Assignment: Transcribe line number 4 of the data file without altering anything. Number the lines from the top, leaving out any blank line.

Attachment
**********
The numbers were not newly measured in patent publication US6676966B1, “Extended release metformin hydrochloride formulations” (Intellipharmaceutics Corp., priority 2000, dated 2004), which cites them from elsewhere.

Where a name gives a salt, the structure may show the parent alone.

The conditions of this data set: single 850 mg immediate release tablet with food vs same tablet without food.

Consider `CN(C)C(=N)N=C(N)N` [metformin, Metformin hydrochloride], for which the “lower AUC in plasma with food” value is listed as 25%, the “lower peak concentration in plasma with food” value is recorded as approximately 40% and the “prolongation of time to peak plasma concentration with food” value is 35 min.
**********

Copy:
Consider `CN(C)C(=N)N=C(N)N` [metformin, Metformin hydrochloride], for which the “lower AUC in plasma with food” value is listed as 25%, the “lower peak concentration in plasma with food” value is recorded as approximately 40% and the “prolongation of time to peak plasma concentration with food” value is 35 min.